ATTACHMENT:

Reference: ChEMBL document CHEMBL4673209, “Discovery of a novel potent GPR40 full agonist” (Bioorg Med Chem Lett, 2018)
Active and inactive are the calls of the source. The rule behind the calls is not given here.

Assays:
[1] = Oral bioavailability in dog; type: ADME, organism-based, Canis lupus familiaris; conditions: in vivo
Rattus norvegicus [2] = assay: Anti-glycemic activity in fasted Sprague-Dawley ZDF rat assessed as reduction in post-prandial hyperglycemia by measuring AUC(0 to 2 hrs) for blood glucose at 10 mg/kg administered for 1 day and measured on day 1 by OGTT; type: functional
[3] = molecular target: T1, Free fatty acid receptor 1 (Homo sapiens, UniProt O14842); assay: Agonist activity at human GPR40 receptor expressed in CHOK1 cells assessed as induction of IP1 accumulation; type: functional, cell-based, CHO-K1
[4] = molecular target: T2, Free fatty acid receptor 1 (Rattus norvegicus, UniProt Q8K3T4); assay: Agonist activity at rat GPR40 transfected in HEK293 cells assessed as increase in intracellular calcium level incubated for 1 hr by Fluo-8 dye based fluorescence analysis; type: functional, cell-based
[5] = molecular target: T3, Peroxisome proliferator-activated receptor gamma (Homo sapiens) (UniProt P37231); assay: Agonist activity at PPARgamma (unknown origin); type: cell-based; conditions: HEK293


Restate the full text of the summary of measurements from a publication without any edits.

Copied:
Reference: ChEMBL document CHEMBL4673209, “Discovery of a novel potent GPR40 full agonist” (Bioorg Med Chem Lett, 2018)
Active and inactive are the calls of the source. The rule behind the calls is not given here.

Assays:
[1] = Oral bioavailability in dog; type: ADME, organism-based, Canis lupus familiaris; conditions: in vivo
Rattus norvegicus [2] = assay: Anti-glycemic activity in fasted Sprague-Dawley ZDF rat assessed as reduction in post-prandial hyperglycemia by measuring AUC(0 to 2 hrs) for blood glucose at 10 mg/kg administered for 1 day and measured on day 1 by OGTT; type: functional
[3] = molecular target: T1, Free fatty acid receptor 1 (Homo sapiens, UniProt O14842); assay: Agonist activity at human GPR40 receptor expressed in CHOK1 cells assessed as induction of IP1 accumulation; type: functional, cell-based, CHO-K1
[4] = molecular target: T2, Free fatty acid receptor 1 (Rattus norvegicus, UniProt Q8K3T4); assay: Agonist activity at rat GPR40 transfected in HEK293 cells assessed as increase in intracellular calcium level incubated for 1 hr by Fluo-8 dye based fluorescence analysis; type: functional, cell-based
[5] = molecular target: T3, Peroxisome proliferator-activated receptor gamma (Homo sapiens) (UniProt P37231); assay: Agonist activity at PPARgamma (unknown origin); type: cell-based; conditions: HEK293